Bicycle riders have the same rights and responsibilities as drivers and motorcycle riders. Drivers must watch out for bicycle riders, as they are smaller than cars and harder to see. Bicycle riders also have the right, like other vehicles, to travel on roads and be shown courtesy and care by other road users.
Drivers must give bicycle riders at least a metre of space
In NSW, drivers who pass a bicycle rider must allow a distance of at least:
- 1 metre when the speed limit is 60km/h or less
- 1.5 metres when the speed limit is more than 60km/h
Our Go Together campaign has more information for drivers on the laws to help everyone respect each other's space and stay safe on the road.
Exemptions to the Minimum Passing Distance rule
If drivers cannot pass a bicycle rider safely, they should slow down and wait until it is safe to pass the rider, leaving the minimum distance.
To help drivers provide the minimum distance, some exemptions to the road rules apply.
Drivers will be exempt from the following rules, as long as it is safe to pass the bicycle rider with at least a metre of space and they have a clear view of approaching traffic:
- Keep to the left of the centre of the road (two-way road with no dividing line)
- Keep to the left of the centre of a dividing line - broken and unbroken lines
- Keep off a flat dividing strip
- Keep off a flat painted island
- Driving within a single marked lane or line of traffic
- Moving from one marked lane to another across a continuous line separating the lanes.
Drivers caught not allowing the minimum distance when passing a bicycle rider will face a $344 fine and a penalty of two demerit points.
Evaluation of the Minimum Passing Distance rule trial
The Minimum Passing Distance rule was trialled in NSW for two years from 1 March 2016. In May 2018, it was retained as a permanent NSW Road Rule after an evaluation of the trial.
The Centre for Accident Research and Road Safety – Queensland assessed the effect of the trial on bicycle rider and driver safety, and implementation issues.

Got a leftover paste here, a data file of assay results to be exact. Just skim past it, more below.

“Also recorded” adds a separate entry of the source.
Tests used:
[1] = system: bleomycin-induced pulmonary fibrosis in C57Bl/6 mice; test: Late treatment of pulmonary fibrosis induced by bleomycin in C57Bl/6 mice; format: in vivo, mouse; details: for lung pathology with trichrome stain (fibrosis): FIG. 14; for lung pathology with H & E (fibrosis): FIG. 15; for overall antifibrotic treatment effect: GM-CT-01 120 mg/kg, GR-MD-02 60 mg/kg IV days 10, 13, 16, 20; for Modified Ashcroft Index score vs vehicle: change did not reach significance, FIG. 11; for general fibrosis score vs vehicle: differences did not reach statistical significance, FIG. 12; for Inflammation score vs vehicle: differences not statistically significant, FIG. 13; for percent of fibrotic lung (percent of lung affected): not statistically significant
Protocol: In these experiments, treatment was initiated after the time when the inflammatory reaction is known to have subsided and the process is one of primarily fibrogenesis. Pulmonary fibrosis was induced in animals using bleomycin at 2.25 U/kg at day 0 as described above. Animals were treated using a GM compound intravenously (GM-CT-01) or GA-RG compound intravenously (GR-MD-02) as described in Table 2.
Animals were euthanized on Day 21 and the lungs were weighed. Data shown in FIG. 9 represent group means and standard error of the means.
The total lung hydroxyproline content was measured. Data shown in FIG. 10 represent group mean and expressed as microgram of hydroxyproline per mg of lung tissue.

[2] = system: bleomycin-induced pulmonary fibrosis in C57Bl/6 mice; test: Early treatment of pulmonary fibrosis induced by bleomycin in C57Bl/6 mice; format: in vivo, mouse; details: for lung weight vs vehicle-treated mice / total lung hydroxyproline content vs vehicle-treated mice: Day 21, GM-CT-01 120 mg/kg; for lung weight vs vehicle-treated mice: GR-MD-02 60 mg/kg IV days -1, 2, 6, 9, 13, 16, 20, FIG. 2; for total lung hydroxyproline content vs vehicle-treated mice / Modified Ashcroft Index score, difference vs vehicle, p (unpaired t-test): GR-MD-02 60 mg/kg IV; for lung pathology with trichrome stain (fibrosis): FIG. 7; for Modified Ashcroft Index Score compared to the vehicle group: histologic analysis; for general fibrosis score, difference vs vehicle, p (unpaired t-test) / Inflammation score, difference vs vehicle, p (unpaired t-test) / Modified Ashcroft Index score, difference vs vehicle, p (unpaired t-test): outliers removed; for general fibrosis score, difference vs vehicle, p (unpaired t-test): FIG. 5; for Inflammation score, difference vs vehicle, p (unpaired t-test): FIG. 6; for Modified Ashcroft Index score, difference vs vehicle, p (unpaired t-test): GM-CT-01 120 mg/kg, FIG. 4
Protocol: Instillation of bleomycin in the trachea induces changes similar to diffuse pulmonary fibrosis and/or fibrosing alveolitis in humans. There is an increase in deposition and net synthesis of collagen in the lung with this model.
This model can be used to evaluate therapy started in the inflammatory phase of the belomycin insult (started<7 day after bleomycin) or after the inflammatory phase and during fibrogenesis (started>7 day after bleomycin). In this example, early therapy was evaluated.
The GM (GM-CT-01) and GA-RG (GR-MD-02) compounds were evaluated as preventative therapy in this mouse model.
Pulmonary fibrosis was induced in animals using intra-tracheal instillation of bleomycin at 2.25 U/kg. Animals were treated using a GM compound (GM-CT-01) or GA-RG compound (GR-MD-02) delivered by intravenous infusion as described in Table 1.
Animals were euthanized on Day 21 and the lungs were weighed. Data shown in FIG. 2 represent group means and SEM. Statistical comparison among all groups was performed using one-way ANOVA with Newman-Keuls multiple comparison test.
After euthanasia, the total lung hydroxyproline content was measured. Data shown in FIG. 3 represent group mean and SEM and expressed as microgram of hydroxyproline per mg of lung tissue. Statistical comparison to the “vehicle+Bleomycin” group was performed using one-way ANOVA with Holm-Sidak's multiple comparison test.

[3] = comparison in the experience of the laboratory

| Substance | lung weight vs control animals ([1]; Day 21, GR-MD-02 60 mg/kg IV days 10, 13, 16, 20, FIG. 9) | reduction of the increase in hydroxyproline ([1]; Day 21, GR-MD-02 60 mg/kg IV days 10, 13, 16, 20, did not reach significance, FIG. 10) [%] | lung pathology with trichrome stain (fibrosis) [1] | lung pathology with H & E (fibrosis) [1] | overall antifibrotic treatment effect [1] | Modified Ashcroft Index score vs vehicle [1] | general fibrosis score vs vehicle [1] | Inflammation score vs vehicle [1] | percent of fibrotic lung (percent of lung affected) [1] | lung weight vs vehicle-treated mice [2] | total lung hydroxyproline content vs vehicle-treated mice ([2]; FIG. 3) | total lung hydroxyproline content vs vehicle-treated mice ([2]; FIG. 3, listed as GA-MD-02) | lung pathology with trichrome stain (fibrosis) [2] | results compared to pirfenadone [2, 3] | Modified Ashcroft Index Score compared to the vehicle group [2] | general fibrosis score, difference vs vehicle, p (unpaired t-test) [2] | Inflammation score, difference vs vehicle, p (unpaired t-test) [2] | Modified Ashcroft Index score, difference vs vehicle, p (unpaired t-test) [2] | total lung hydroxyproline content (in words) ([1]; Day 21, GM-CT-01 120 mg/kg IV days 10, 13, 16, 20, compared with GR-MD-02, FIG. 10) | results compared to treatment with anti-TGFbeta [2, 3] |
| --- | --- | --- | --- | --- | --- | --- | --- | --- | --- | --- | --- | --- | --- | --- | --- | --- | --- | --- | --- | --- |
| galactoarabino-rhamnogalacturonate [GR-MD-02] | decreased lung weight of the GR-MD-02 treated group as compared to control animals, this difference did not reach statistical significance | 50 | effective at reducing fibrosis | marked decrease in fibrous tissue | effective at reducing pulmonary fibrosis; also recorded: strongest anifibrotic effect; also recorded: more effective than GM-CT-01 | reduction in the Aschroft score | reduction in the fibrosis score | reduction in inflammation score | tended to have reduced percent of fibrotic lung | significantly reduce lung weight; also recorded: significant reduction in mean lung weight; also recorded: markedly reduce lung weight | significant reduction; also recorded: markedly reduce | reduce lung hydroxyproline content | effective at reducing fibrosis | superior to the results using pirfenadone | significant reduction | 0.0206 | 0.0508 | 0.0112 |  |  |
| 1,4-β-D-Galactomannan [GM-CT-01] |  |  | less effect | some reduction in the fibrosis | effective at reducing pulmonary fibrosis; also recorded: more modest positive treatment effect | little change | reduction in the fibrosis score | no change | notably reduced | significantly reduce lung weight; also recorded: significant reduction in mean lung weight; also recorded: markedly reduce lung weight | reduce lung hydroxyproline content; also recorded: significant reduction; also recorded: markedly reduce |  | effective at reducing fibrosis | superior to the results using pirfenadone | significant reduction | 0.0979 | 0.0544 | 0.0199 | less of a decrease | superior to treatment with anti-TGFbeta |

Comparing trends before and after the rule, the evaluation estimated a 15 per cent reduction in bicycle-to-vehicle casualty crashes related to not providing the minimum passing distance in the 10 months after the trial began.
The evaluation also found increased awareness of the rule, that motorists were generally compliant with the rule, and that all stakeholders generally felt the rule was appropriate. Surveys showed that 81 per cent of bicycle riders and 69 per cent of drivers supported the rule.
See a summary of the evaluation in the Trial of Minimum Passing Distance Rule for drivers passing cyclists (PDF, 276Kb).
Tips when driving near bicycle riders
- Bicycle riders are more difficult to see than cars or trucks, especially at night. Take care to check for bicycle riders in blind spots and especially when turning at intersections and at roundabouts.
- Sometimes a bicycle rider can travel faster than a car, particularly in slow-moving traffic. Never underestimate their speed and do not to cut them off by moving in front of them. Remember that it takes bicycle riders longer to stop than cars.
- Check in your rear-view and side mirrors to avoid opening your car door into the path of bicycle riders. It can be dangerous and is legally your fault.
- At times, bicycle riders may need the full width of a lane to ride safely because of rough road edges and gravel. Be prepared to slow down and allow the rider to travel away from the kerb.
- Children on bicycles can be unpredictable – be prepared to slow down and stop
- Bicycle riders are allowed to ride two abreast (side by side).